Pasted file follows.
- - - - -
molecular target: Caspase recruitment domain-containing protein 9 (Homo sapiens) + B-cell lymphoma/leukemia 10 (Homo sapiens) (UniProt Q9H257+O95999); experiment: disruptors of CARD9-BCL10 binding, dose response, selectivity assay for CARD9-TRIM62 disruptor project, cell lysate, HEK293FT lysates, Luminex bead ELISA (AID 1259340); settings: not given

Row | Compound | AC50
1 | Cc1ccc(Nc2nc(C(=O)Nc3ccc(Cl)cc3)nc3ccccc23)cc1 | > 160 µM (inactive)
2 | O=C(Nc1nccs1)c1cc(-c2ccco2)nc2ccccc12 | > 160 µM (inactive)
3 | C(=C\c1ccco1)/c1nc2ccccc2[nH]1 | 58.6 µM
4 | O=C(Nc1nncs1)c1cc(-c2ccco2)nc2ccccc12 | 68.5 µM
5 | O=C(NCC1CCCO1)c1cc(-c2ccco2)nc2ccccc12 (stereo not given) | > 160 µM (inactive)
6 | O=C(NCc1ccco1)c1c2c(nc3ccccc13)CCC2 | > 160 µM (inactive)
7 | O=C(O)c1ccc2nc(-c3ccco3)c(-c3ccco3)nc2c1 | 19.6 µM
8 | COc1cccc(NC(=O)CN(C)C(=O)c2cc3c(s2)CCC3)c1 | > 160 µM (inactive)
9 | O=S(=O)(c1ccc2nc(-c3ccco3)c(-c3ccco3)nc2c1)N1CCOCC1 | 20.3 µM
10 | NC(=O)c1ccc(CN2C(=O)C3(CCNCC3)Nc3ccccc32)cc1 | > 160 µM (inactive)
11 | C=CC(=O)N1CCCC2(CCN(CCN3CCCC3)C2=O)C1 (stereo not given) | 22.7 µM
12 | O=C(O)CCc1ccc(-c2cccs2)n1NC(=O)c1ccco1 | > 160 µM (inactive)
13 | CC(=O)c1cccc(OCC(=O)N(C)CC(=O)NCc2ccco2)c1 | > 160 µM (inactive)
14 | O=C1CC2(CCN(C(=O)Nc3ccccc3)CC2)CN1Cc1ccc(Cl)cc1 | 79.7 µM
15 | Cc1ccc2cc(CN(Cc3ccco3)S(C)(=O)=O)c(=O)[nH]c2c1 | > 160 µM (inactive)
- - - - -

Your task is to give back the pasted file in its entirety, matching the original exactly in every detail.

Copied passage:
molecular target: Caspase recruitment domain-containing protein 9 (Homo sapiens) + B-cell lymphoma/leukemia 10 (Homo sapiens) (UniProt Q9H257+O95999); experiment: disruptors of CARD9-BCL10 binding, dose response, selectivity assay for CARD9-TRIM62 disruptor project, cell lysate, HEK293FT lysates, Luminex bead ELISA (AID 1259340); settings: not given

Row | Compound | AC50
1 | Cc1ccc(Nc2nc(C(=O)Nc3ccc(Cl)cc3)nc3ccccc23)cc1 | > 160 µM (inactive)
2 | O=C(Nc1nccs1)c1cc(-c2ccco2)nc2ccccc12 | > 160 µM (inactive)
3 | C(=C\c1ccco1)/c1nc2ccccc2[nH]1 | 58.6 µM
4 | O=C(Nc1nncs1)c1cc(-c2ccco2)nc2ccccc12 | 68.5 µM
5 | O=C(NCC1CCCO1)c1cc(-c2ccco2)nc2ccccc12 (stereo not given) | > 160 µM (inactive)
6 | O=C(NCc1ccco1)c1c2c(nc3ccccc13)CCC2 | > 160 µM (inactive)
7 | O=C(O)c1ccc2nc(-c3ccco3)c(-c3ccco3)nc2c1 | 19.6 µM
8 | COc1cccc(NC(=O)CN(C)C(=O)c2cc3c(s2)CCC3)c1 | > 160 µM (inactive)
9 | O=S(=O)(c1ccc2nc(-c3ccco3)c(-c3ccco3)nc2c1)N1CCOCC1 | 20.3 µM
10 | NC(=O)c1ccc(CN2C(=O)C3(CCNCC3)Nc3ccccc32)cc1 | > 160 µM (inactive)
11 | C=CC(=O)N1CCCC2(CCN(CCN3CCCC3)C2=O)C1 (stereo not given) | 22.7 µM
12 | O=C(O)CCc1ccc(-c2cccs2)n1NC(=O)c1ccco1 | > 160 µM (inactive)
13 | CC(=O)c1cccc(OCC(=O)N(C)CC(=O)NCc2ccco2)c1 | > 160 µM (inactive)
14 | O=C1CC2(CCN(C(=O)Nc3ccccc3)CC2)CN1Cc1ccc(Cl)cc1 | 79.7 µM
15 | Cc1ccc2cc(CN(Cc3ccco3)S(C)(=O)=O)c(=O)[nH]c2c1 | > 160 µM (inactive)